This one goes out to the listener in France that doubted my word that you can take tangle-free classes and create tangles by careless packaging. It prompted me to dig out a sequence of diagrams that nicely show how this happens.
We start with a set of code items on the left (maybe classes) with a nice DAG dependency structure and group them into 3 higher-level items on the right (like packages). And we do it in such a way that the resulting high-level dependency graph (the 3 higher-level nodes) is also a DAG.
Next we take the left-most red item and move it over to the group of green items. The resulting high-level graph is still acyclic, but it’s not quite as “nice” – there’s now an additional high-level dependency (from the red group to the green group), plus the green group includes an item that has no dependencies with the other greens.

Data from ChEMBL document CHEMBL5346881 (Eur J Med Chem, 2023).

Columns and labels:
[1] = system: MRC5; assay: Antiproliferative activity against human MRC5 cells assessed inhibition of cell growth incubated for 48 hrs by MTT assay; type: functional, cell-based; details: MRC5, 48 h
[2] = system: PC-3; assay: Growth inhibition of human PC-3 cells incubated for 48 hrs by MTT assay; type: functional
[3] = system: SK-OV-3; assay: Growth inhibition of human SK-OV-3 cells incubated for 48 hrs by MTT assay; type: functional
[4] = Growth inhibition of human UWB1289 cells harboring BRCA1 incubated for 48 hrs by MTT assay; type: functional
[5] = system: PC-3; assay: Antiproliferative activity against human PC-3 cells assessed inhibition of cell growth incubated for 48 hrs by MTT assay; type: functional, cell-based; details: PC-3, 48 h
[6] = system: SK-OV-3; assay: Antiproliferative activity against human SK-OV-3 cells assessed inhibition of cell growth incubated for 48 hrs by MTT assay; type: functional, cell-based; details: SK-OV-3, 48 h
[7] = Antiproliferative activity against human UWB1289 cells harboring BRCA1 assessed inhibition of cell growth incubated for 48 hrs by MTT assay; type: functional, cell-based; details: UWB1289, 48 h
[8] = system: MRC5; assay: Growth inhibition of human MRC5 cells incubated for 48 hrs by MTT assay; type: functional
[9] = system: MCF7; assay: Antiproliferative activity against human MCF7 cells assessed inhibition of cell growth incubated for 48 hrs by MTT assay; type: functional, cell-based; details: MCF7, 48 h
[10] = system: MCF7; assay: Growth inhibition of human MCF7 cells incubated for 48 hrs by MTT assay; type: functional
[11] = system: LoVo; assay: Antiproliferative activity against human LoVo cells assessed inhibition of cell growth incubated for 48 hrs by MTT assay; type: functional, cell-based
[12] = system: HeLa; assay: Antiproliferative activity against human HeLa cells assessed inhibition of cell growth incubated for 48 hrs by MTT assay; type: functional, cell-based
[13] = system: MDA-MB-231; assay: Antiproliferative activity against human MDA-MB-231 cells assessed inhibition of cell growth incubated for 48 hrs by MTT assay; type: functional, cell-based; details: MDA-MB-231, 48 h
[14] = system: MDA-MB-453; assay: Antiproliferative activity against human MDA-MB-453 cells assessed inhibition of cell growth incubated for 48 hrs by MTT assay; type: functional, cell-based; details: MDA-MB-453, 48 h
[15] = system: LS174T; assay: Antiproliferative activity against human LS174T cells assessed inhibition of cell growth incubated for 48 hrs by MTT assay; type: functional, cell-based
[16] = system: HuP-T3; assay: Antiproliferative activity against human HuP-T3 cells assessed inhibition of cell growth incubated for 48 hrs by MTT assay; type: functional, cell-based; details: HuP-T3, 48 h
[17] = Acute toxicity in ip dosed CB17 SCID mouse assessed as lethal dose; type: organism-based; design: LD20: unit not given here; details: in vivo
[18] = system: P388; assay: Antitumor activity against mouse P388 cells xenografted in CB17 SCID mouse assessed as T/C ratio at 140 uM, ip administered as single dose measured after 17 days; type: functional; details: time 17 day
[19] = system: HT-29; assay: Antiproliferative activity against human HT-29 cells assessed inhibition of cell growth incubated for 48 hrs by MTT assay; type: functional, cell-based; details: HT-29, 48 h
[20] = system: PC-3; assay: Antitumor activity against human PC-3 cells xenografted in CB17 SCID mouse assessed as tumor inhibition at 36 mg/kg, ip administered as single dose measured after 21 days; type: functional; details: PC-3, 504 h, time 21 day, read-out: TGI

Finally we take one of the blues and move it in with the greens and bingo, we’ve gone from nice and tidy to a full-blown, category 5 tangle in just 2 moves. Each high-level item now needs both of the other 2 for testing, deploying and re-using. Worse than that, the developers now have no sense of any intended "design" and so the code will probably become increasingly complex as they become more frustrated.
It seems kind of obvious when you can see the dependencies. But of course we usually can’t see them so we end up with "industry norm" – tangled package dependencies like the ones in this Structure101 snag of a package dependency graph.